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aymond A. Rich was born in Los Angeles,
Calif., in 1912, the son of Arthur and
Lucy Baker Rich. Raised in Des Moines, Iowa,
he started his career at age 18 by hiring on with
a tramp freighter for a job in the engine room.
After receiving a double engineering degree
from Iowa State University, he was hired in
the midst of the Great Depression by General
Electric Co. and became its youngest national
sales manager. He was awarded the company’s
rare “E Award” for overseeing GE’s multiple
war-production plants.
He then was asked to lead the federal
Northeast District for the Council for Economic
Development. He volunteered for active duty
in World War II in the Navy and Marines,
serving in the South Pacifc and in Tokyo after
the Japanese surrender. He received numerous
decorations for his service.
After the war, he became vice president and
director of Philco Corp. and then accepted the
presidency and directorship of Avco Corp. He
went on to hold simultaneous CEO and chair-
man positions in a number of companies. The
sectors ranged from oil and gas exploration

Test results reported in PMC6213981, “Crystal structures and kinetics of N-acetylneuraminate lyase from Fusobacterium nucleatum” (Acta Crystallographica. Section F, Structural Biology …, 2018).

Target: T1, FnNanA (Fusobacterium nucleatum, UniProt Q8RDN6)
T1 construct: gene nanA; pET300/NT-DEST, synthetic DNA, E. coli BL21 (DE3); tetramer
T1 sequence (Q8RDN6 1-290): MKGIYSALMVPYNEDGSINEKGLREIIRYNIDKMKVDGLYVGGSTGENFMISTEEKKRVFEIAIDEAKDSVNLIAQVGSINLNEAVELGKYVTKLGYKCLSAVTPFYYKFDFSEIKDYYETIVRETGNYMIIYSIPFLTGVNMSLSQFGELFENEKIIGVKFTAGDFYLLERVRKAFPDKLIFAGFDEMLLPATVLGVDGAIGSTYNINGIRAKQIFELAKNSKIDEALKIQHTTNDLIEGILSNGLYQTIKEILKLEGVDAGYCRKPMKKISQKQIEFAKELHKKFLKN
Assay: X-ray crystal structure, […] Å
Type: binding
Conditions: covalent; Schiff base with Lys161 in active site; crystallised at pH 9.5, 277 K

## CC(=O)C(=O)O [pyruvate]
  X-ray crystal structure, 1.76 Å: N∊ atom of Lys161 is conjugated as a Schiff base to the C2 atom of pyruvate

and production to publishing, banking, and
environmental engineering. As chairman and
CEO of U.S. Filter Corp., he led the company
to play a signifcant role in its feld, increasing
its revenues twentyfold in the 1970s.
After retiring from active corporate life,
he focused on acquiring a range of real estate
properties. In addition to his primary resi-
dence in Boca Grande, Fla., and his estate in
Esopus, N.Y., he owned, at various times, cattle
Raymond A. Rich: From the Engine Room to the Board Room
ranches in Arizona and Oklahoma, corn and
soybean farms in Iowa, townhouses in New
York City, homes in Maine, a castle in the
Scottish Highlands, a 12th-century castle in
Austria, and a chateau in France. Rich was a
member of the University Club for more than
60 years and the Union Club, both in New
York City, as well as the Boca Grande Club and
Gasparilla Inn & Club in Florida.
Ray Rich was CEO and chair of a number of
companies including U.S. Filter Corp.
Ray Rich and his longtime companion, Claire Carlson
Ray Rich volunteered for active duty in
World War II in the Navy and Marines